The voices of shame



You’re a bright shining star–ten times as bright as the sun!

You’re a constellation of love, a song of eternity, a beacon of Oneness disguised as diversity!

Yet what keeps us from realizing this completely, totally, absolutely?

Quite often it’s the voices of shame, of guilt, of non-enoughness.

We all have them, those tricky inner voices declaring we’re somehow flawed, somehow wrong.

If we just did this, this, or this–we could make ourselves into the Proper Person and then–only then–would we be enough.  So the voices say.

If we didn’t do THAT–well, then, we’d be enough.

If we did do THIS–well, then, we’d perhaps glimpse that bright shining star.

Shame often spreads pervasive through our persona like an unspoken disease.  It rides a wave through our culture, so often unacknowledged, pushed underground.  It remains almost unconscious working its poison, whispering, whispering, “You’re bad.  You’re not enough.  You’re flawed.  You just didn’t try hard enough.  You didn’t control yourself enough.  You don’t get it right. There’s something broken in you.”

None of us are immune.  If we’re not shaming ourselves, we’re shaming others.  They get it wrong.  They’re not right.  They’re bad.  They’re evil.  They’re missing the point.

The constellation of love within seemingly corrodes.  We can’t even see it beneath the voices of shame.

What’s the difference between regret and shame?  Regret says perhaps we “missed the mark”.  We did something not exactly skillful.  We made a mistake.  We acted from a less-than-stellar motive.

Shame skulks even deeper.  It says–no, not only did you miss the mark–YOU are bad.

See the difference?

Regret may open doors toward more skillful choices.  It says, “Hey, buddy, look again.  Is there a better way to handle the situation?”

Shame is an Ebola that devastates.  We’re lucky if we survive.  It insists upon a self-definition of despair.  It divides the world into an agonizing denial of the positive sprouts of our former choices.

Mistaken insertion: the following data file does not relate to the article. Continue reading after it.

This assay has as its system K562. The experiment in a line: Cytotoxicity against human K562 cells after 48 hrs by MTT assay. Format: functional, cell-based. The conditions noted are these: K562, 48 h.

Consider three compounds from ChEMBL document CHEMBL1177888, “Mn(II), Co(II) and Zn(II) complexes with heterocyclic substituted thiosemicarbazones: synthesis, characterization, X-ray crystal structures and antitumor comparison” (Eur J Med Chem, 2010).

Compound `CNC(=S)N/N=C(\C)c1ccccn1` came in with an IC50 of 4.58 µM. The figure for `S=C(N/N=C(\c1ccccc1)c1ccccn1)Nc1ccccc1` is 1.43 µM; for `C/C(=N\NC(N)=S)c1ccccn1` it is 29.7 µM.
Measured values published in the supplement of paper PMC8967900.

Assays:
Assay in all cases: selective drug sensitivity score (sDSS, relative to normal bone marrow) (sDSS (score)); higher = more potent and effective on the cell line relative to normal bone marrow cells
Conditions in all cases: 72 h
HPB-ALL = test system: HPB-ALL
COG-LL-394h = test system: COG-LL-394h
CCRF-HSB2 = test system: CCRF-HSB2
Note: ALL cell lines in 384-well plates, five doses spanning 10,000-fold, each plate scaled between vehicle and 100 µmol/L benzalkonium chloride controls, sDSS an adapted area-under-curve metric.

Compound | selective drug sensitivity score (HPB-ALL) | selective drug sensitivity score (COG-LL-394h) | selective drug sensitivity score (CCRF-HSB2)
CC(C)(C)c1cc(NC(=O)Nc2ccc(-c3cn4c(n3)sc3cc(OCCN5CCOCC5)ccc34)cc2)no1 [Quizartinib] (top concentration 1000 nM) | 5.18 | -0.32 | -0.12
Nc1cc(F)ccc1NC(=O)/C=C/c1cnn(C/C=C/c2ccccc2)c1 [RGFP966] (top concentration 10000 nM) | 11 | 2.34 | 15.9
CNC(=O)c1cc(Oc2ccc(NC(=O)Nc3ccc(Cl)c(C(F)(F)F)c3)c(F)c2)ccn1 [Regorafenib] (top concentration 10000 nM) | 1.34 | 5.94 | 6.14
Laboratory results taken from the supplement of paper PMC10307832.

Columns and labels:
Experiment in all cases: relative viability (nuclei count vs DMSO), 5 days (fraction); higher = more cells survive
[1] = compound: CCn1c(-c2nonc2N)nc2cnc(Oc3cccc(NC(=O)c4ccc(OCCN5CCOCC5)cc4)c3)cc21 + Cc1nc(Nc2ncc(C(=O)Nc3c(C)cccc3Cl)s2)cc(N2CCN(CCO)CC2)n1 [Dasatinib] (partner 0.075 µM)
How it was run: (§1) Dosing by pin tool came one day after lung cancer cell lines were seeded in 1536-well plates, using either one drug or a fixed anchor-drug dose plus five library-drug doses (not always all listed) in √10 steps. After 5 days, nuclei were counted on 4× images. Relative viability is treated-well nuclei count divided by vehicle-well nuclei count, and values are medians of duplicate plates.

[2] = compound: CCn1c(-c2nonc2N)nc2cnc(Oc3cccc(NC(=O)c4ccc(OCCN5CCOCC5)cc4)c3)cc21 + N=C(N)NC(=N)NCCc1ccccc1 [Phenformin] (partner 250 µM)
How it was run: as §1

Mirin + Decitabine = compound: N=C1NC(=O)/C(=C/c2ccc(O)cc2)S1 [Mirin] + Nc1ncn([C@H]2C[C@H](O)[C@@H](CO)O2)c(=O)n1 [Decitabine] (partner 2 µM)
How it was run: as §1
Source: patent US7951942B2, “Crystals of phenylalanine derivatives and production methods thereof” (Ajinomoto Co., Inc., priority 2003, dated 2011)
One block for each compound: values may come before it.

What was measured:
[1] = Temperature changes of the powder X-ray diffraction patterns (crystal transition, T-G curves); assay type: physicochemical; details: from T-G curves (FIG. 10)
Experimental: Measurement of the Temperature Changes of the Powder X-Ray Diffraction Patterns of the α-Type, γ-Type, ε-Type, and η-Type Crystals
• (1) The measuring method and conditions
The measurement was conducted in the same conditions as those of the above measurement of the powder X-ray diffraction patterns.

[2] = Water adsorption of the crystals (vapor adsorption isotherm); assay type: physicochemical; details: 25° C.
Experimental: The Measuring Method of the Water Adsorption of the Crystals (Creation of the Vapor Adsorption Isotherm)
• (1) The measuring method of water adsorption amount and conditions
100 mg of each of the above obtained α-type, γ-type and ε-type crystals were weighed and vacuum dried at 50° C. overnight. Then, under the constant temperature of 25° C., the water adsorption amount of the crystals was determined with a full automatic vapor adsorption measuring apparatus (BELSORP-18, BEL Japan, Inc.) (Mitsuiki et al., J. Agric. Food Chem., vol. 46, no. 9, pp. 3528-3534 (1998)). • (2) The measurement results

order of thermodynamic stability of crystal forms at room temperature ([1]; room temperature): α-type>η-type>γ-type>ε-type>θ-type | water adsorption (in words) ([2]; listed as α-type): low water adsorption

So often the choice that “misses the mark” comes out of a desire for the love that we are.  It comes out of a frustration that we seemingly couldn’t find the love.  Seeds of goodness lie sprinkled around that choice that didn’t feel so good.

Look at the seeds.

Look deeper than the seeds.

Keep looking.

You’re a bright shining star–ten times as bright as the sun!

You’re a constellation of love, a song of eternity, a beacon of Oneness disguised as diversity!

Do you see it now, hidden in the empty/fullness at your core?

I see You now, this very moment, and I fall on my knees at your beauty.

At the core all words fall away.  The mask of shame dissolves.  Why pick it up again?




9 thoughts on “The voices of shame

  1. Usually I read but do not comment. I think without judgement, without opinion, just thoughts for me to ponder. Sometimes I agree and sometimes I may decide that I have a different opinion; rarely do I see anyone challenging your beautifully written composition. Who am I to present a different view? It is enough to have my thoughts look at something differently.

    • That is beautiful–“It is enough to have my thoughts look at something differently”. You are a bright shining star. It has taken me many years to realize this and I don’t remember it every day. Thank you.

        • Except when the voices of shame arise and obscure the “real thing” in me, Linda. That’s why I write these little essays. They help me to remember what’s really important and to slow down enough to be able to see the real me and the real you. I do think you are a bright shining star, truly. I remember one of our first exchanges about the Trenary Toast. Your bright delight and humor was so delightful.

  2. Kathy,

    Beginning this blog, a few lines down, I said to myself, “I don’t want to read this, why am I going there?” I pushed on. I read because I respect you, you have or had a reason to write this.
    Shame is not a word or emotion, I would expect from you, ever. Maybe because It is an experience I don’t think I have ever had, if I did I moved on from it.

    What I read here is what I believe every person who checks in with themselves experiences. Self inventory is a good way to check how we are doing. I we living up to our own ideals and beliefs? Where do I need to improve or change? Etc.

    Yes you are a “bright shining star” ! We have moments when the clouds drift in or by. The star still shines even when we can’t see it ourselves, others do.



    • Oh my goodness, I can see why you may have thought my next blog was addressed partially to you! (Actually I had written most of it before you sent this comment.) How interesting that you wouldn’t have expected shame coming from me. I think almost all emotions come up through me at different times. Some feel personal; others don’t. I am not even sure when it’s personal and when it’s an experience of the larger awareness. (Am pondering writing another blog about this today.) Anger is one that doesn’t come up too frequently and I wonder how much I have repressed it. Thank you for sharing.

  3. Pingback: Walktober (3) | Elisa's Spot

  4. Pingback: More on shame and vulnerability and authenticity | Simply here

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